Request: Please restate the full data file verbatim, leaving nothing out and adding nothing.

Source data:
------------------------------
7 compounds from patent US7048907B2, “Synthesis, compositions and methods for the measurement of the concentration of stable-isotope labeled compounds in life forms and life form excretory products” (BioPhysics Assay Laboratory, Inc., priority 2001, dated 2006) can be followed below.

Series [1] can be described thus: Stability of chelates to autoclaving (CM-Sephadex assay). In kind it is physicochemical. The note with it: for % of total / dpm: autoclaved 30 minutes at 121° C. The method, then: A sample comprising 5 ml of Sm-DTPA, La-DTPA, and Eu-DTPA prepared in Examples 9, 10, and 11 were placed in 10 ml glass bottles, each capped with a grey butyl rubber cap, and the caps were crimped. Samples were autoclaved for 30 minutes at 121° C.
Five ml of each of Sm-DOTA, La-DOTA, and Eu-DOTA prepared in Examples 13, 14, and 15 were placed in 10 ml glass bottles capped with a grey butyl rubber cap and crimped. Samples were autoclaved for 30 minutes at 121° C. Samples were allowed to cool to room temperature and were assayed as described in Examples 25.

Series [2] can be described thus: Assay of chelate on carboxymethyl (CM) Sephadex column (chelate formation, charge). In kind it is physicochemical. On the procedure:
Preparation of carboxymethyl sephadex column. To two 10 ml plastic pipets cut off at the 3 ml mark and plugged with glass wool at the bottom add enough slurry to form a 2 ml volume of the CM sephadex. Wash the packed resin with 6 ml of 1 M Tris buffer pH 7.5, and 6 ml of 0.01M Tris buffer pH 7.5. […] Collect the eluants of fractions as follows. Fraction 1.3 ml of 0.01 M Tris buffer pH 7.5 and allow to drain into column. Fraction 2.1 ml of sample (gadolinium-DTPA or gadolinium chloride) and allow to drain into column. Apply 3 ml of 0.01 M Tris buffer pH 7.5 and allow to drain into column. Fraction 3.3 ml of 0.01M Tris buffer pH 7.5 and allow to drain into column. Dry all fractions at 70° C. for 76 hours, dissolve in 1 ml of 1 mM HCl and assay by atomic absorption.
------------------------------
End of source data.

7 compounds from patent US7048907B2, “Synthesis, compositions and methods for the measurement of the concentration of stable-isotope labeled compounds in life forms and life form excretory products” (BioPhysics Assay Laboratory, Inc., priority 2001, dated 2006) can be followed below.

Series [1] can be described thus: Stability of chelates to autoclaving (CM-Sephadex assay). In kind it is physicochemical. The note with it: for % of total / dpm: autoclaved 30 minutes at 121° C. The method, then: A sample comprising 5 ml of Sm-DTPA, La-DTPA, and Eu-DTPA prepared in Examples 9, 10, and 11 were placed in 10 ml glass bottles, each capped with a grey butyl rubber cap, and the caps were crimped. Samples were autoclaved for 30 minutes at 121° C.
Five ml of each of Sm-DOTA, La-DOTA, and Eu-DOTA prepared in Examples 13, 14, and 15 were placed in 10 ml glass bottles capped with a grey butyl rubber cap and crimped. Samples were autoclaved for 30 minutes at 121° C. Samples were allowed to cool to room temperature and were assayed as described in Examples 25.

Series [2] can be described thus: Assay of chelate on carboxymethyl (CM) Sephadex column (chelate formation, charge). In kind it is physicochemical. On the procedure:
Preparation of carboxymethyl sephadex column. To two 10 ml plastic pipets cut off at the 3 ml mark and plugged with glass wool at the bottom add enough slurry to form a 2 ml volume of the CM sephadex. Wash the packed resin with 6 ml of 1 M Tris buffer pH 7.5, and 6 ml of 0.01M Tris buffer pH 7.5. […] Collect the eluants of fractions as follows. Fraction 1.3 ml of 0.01 M Tris buffer pH 7.5 and allow to drain into column. Fraction 2.1 ml of sample (gadolinium-DTPA or gadolinium chloride) and allow to drain into column. Apply 3 ml of 0.01 M Tris buffer pH 7.5 and allow to drain into column. Fraction 3.3 ml of 0.01M Tris buffer pH 7.5 and allow to drain into column. Dry all fractions at 70° C. for 76 hours, dissolve in 1 ml of 1 mM HCl and assay by atomic absorption.